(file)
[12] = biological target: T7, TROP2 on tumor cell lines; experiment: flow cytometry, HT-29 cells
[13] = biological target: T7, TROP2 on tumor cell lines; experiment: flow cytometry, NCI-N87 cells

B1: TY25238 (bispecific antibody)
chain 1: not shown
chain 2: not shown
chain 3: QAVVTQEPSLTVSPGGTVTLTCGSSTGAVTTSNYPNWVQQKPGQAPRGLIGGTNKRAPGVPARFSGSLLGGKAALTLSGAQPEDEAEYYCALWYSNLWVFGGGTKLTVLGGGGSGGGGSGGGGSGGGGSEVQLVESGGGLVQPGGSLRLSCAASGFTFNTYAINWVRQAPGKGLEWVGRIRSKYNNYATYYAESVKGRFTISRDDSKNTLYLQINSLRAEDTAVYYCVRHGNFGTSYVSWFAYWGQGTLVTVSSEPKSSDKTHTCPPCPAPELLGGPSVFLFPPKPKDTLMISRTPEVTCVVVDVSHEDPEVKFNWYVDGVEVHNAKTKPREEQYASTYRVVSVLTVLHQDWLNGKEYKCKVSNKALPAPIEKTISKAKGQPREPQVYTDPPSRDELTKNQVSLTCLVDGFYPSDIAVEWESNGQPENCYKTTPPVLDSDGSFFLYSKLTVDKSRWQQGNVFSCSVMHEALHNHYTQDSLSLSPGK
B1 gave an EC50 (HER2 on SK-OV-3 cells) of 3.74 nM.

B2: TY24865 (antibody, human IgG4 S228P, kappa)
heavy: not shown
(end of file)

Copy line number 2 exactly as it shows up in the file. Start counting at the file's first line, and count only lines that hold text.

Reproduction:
[13] = biological target: T7, TROP2 on tumor cell lines; experiment: flow cytometry, NCI-N87 cells